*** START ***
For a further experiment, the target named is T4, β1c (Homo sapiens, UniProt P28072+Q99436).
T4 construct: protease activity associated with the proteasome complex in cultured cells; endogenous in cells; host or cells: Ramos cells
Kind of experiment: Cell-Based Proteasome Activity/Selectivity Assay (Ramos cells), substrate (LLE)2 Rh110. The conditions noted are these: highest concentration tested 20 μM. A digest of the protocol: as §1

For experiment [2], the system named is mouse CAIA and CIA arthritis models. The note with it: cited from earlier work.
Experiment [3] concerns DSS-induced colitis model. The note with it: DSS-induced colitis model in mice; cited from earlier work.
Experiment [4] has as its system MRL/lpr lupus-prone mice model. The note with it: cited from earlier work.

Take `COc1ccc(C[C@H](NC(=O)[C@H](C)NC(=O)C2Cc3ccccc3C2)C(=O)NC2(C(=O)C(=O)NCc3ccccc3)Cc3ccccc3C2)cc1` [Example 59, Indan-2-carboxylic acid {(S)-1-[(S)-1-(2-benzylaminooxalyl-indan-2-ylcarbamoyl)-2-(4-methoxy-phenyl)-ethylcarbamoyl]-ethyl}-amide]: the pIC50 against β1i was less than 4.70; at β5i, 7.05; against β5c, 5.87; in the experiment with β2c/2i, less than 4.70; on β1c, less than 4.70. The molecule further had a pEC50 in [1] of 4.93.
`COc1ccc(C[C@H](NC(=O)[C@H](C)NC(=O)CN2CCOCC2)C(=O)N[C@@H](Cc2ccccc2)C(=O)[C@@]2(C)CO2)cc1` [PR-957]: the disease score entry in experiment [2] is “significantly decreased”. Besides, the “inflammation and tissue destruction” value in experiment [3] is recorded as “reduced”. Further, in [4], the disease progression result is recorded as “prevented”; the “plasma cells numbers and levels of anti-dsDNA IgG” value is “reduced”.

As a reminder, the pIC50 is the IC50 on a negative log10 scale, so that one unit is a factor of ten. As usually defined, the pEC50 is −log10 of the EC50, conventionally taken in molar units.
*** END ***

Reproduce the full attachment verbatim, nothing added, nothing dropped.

For a further experiment, the target named is T4, β1c (Homo sapiens, UniProt P28072+Q99436).
T4 construct: protease activity associated with the proteasome complex in cultured cells; endogenous in cells; host or cells: Ramos cells
Kind of experiment: Cell-Based Proteasome Activity/Selectivity Assay (Ramos cells), substrate (LLE)2 Rh110. The conditions noted are these: highest concentration tested 20 μM. A digest of the protocol: as §1

For experiment [2], the system named is mouse CAIA and CIA arthritis models. The note with it: cited from earlier work.
Experiment [3] concerns DSS-induced colitis model. The note with it: DSS-induced colitis model in mice; cited from earlier work.
Experiment [4] has as its system MRL/lpr lupus-prone mice model. The note with it: cited from earlier work.

Take `COc1ccc(C[C@H](NC(=O)[C@H](C)NC(=O)C2Cc3ccccc3C2)C(=O)NC2(C(=O)C(=O)NCc3ccccc3)Cc3ccccc3C2)cc1` [Example 59, Indan-2-carboxylic acid {(S)-1-[(S)-1-(2-benzylaminooxalyl-indan-2-ylcarbamoyl)-2-(4-methoxy-phenyl)-ethylcarbamoyl]-ethyl}-amide]: the pIC50 against β1i was less than 4.70; at β5i, 7.05; against β5c, 5.87; in the experiment with β2c/2i, less than 4.70; on β1c, less than 4.70. The molecule further had a pEC50 in [1] of 4.93.
`COc1ccc(C[C@H](NC(=O)[C@H](C)NC(=O)CN2CCOCC2)C(=O)N[C@@H](Cc2ccccc2)C(=O)[C@@]2(C)CO2)cc1` [PR-957]: the disease score entry in experiment [2] is “significantly decreased”. Besides, the “inflammation and tissue destruction” value in experiment [3] is recorded as “reduced”. Further, in [4], the disease progression result is recorded as “prevented”; the “plasma cells numbers and levels of anti-dsDNA IgG” value is “reduced”.

As a reminder, the pIC50 is the IC50 on a negative log10 scale, so that one unit is a factor of ten. As usually defined, the pEC50 is −log10 of the EC50, conventionally taken in molar units.